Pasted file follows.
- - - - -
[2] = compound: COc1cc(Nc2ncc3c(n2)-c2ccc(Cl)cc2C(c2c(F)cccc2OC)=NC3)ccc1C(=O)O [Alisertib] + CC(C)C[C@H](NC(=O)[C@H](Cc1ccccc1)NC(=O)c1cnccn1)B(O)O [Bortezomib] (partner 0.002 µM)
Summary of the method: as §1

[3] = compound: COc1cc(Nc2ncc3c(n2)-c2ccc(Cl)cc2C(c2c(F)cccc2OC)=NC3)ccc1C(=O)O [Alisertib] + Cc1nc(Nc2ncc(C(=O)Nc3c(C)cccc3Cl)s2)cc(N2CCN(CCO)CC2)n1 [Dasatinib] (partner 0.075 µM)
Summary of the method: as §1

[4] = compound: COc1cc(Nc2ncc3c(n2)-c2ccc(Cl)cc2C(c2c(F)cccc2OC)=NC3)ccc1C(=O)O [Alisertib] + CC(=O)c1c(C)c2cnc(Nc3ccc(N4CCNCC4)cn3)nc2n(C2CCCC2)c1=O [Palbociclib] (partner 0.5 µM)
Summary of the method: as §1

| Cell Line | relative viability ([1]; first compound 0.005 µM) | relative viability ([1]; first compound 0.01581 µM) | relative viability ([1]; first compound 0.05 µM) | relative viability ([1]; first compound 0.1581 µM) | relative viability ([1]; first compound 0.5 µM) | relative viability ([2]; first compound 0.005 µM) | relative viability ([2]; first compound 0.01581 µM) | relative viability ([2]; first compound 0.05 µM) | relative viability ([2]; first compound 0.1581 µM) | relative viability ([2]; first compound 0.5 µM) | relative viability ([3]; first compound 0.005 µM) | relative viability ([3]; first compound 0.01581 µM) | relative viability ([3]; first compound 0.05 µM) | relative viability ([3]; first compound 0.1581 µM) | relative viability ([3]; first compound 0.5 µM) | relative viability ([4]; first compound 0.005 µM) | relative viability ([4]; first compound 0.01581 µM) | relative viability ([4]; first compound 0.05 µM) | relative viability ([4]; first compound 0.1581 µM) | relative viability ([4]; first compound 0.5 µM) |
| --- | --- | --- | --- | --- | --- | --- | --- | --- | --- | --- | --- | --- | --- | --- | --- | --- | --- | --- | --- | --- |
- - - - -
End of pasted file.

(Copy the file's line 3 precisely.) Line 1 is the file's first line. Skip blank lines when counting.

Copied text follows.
[3] = compound: COc1cc(Nc2ncc3c(n2)-c2ccc(Cl)cc2C(c2c(F)cccc2OC)=NC3)ccc1C(=O)O [Alisertib] + Cc1nc(Nc2ncc(C(=O)Nc3c(C)cccc3Cl)s2)cc(N2CCN(CCO)CC2)n1 [Dasatinib] (partner 0.075 µM)